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Crittenton Hospitality

Dave Kruczynski realized he wasn’t healthy, but he didn’t know why. He was constantly coming down with pneumonia and many other illnesses. In the fall of 1996 he collapsed while on a hunting trip up north. Luckily, his wife, Marie, was with him. She drove him 40 miles to the nearest hospital, and then he was transferred to Crittenton. Dave credits Dr. Arturo Prada, Crittenton, and the wonderful staff at the Outpatient Clinic for helping him to remain healthier and enjoy life to the best of his ability. It took awhile, but with the help of Dr. Prada, he was finally diagnosed with a white blood cell disorder. This condition leaves him with low resistance to illnesses such as pneumonia.

Since the diagnosis in 2006, he has been coming to Crittenton’s Outpatient Clinic for monthly infusion treatments, which help to keep him in better health and less prone to illnesses. He said he loves Crittenton and the staff is wonderful. “They know how to take care of people and they cater to patients, no matter the age or circumstance,” stated Dave. “They try to make us as comfortable as possible. It is a very positive, caring environment.”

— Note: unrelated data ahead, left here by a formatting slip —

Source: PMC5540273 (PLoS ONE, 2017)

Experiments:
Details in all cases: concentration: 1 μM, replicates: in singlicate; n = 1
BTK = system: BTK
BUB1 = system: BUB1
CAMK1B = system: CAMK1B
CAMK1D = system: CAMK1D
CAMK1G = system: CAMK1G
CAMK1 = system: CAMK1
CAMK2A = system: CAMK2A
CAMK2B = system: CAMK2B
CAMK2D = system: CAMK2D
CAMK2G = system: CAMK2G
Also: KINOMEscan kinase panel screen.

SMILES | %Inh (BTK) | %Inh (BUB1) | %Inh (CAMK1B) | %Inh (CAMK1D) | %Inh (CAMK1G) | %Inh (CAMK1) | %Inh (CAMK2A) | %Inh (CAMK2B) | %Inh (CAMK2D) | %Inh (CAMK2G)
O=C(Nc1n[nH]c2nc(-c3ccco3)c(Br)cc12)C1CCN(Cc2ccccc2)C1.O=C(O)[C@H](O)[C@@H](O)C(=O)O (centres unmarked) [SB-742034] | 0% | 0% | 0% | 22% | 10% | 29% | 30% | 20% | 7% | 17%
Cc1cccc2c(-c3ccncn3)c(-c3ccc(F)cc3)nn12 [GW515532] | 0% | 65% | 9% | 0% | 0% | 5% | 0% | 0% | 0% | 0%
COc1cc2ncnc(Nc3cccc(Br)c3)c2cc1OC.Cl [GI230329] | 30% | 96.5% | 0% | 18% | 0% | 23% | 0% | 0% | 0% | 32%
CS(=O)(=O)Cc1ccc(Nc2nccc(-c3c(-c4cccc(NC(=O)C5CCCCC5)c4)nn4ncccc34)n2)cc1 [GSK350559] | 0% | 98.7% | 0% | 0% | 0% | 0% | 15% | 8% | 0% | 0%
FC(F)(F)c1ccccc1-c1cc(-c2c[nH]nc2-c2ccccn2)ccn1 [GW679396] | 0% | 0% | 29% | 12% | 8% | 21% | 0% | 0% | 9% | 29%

In an effort to show their appreciation for the hospitality that is shown to them, Dave and his wife, Marie, decided to start a tradition. They noticed that the staff is so busy, they hardly take the time to eat or go to lunch. That prompted them to bring in home-cooked meals for the staff to enjoy. Shirley Stoddard, contingent RN, reported that they have definitely benefited from at least two of Dave’s hobbies – hunting and cooking. They’ve brought in everything from bear stew to deer chili! Other meals have included boar roast, stuffed cabbage and pulled pork sandwiches. They also bring in delicious desserts, including Dave’s award-winning carrot cake. The staff is always excited to see what they may bring in next.

Shirley said that in spite of his health problems, Dave has a very positive attitude and continues to bring cheer to all those he comes in contact with. He and his wife are very gracious, kind-hearted people who love to help others.

In addition to his culinary skills, Dave enjoys making things. He is part Native American and he has hand-crafted dream catchers, prayer wheels, pipes, and carved walking sticks and story sticks. He sells many of these items in a shop in Sault Ste. Marie. He is very involved with the Lions Club as well, and has helped to rebuild cabins for the blind. Dave, along with Outpatient Clinic staff member Tina Walker, also participated in the Polar Bear Plunge for the New Baltimore Lions Club.

“As we are getting older, our family is dwindling,” said Marie. “At the Crittenton Outpatient Clinic, they treat us like family members … we feel right at home. What more could we ask for?”

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